This is Scientific American — 60-Second Science. I'm Christopher Intagliata.
Smartphones can already verify your identity by scanning your fingerprint or your face. But there's something inside you that's also unique proof that you're you.
Researchers have developed a device that uses low-powered Doppler radar to decode the unique geometry of a user's heart...and how it squeezes and swells as it beats. That biometric information can authenticate the identity of the person under scrutiny.
And if the wrong person sits down: "So it would recognize there is a heart, but the geometry of my heart is different from yours so it would still log me out." Wenyao Xu is a computer scientist at the University at Buffalo who helped develop the tech.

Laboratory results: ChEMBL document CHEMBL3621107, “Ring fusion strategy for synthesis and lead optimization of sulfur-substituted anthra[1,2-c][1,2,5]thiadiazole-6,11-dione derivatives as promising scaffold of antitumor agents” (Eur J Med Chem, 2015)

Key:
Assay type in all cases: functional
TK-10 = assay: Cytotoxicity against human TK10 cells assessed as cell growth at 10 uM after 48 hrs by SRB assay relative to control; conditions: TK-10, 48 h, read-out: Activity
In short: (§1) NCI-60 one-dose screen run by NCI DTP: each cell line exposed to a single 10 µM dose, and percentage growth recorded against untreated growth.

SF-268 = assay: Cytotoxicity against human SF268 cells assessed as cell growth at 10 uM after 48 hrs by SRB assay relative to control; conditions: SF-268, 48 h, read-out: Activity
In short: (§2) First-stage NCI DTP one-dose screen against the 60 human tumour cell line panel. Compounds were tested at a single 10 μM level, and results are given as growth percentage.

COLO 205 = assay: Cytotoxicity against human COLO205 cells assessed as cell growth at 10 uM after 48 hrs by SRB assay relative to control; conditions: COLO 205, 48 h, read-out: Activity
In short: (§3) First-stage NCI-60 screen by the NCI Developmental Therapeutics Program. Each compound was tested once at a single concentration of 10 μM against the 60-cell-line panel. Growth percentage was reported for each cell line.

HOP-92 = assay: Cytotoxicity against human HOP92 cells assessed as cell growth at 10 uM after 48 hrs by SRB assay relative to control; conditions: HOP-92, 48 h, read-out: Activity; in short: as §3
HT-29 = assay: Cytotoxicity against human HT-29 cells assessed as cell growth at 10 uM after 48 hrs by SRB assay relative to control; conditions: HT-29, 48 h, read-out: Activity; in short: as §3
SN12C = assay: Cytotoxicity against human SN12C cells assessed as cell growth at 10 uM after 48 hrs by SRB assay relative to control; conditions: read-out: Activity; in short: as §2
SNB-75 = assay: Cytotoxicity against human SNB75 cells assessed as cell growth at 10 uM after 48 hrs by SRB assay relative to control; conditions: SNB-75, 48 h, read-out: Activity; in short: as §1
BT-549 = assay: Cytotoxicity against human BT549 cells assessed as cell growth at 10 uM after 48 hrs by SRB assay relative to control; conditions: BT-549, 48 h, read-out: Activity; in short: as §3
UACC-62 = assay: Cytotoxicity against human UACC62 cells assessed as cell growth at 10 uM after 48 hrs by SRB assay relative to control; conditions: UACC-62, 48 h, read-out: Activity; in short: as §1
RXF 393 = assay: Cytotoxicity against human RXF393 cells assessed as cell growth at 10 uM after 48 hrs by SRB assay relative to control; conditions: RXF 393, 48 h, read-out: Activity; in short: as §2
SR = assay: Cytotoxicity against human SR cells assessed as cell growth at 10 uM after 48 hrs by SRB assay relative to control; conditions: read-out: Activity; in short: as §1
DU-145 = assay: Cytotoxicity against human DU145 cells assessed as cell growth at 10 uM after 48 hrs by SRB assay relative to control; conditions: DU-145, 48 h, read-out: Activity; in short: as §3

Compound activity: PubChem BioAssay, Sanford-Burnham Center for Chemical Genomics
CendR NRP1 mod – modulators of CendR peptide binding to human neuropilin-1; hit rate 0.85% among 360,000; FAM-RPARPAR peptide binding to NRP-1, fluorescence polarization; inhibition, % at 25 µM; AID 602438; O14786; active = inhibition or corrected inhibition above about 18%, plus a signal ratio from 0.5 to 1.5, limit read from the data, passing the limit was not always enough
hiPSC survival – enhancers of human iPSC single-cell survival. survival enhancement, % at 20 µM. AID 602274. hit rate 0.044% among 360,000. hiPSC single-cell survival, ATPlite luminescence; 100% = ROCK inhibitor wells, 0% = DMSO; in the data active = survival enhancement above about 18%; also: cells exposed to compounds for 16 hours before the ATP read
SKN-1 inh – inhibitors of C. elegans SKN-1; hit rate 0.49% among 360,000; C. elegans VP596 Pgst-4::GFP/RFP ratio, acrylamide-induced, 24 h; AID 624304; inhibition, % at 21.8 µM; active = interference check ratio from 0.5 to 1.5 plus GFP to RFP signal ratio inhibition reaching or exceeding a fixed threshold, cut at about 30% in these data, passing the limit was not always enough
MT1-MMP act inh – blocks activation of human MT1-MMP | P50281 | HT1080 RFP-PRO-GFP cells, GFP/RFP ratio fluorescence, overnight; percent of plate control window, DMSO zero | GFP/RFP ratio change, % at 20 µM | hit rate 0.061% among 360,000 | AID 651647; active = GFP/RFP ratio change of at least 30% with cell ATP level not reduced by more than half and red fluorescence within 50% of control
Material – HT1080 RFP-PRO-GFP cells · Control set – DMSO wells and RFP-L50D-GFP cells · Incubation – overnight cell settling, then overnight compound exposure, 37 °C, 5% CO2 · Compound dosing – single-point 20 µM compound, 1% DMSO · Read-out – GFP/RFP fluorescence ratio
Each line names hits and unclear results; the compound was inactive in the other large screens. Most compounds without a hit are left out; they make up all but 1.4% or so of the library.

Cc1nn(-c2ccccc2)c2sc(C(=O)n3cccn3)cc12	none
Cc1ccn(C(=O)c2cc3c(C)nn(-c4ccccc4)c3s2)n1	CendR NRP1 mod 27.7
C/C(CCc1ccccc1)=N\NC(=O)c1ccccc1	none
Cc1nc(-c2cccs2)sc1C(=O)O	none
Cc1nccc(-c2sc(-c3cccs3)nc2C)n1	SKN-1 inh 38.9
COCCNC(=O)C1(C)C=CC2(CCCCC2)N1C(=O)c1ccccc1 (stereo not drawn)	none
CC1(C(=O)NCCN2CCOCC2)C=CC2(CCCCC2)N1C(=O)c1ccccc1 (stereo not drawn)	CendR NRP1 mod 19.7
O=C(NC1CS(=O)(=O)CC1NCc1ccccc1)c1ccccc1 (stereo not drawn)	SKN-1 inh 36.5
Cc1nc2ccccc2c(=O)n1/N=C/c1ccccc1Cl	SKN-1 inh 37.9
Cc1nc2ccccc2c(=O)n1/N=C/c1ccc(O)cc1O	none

He says this unusual biometric is robust, because it's actually two different biometrics. The first is the shape of your heart—a 'biologic' biometric or static trait, like fingerprints or iris patterns. The second is the beating of your heart: what's called a 'behavioral' biometric—which analyzes a dynamic process, and can be harder to spoof.
So far they've tested the system on about 100 people—with an accuracy of over 98 percent. They'll present the results this month at the MobiCom conference in Utah.
Xu says the radiation from the device isn't harmful—just a fraction of what we get from our smartphones. But at a couple inches in size, the unit's not quite ready to fit inside a smartphone. "Uh, not yet. So we're waiting for the call from Apple." Because ya gotta have heart. But you also gotta have funding.
Thanks for listening for Scientific American — 60-Second Science Science. I'm Christopher Intagliata.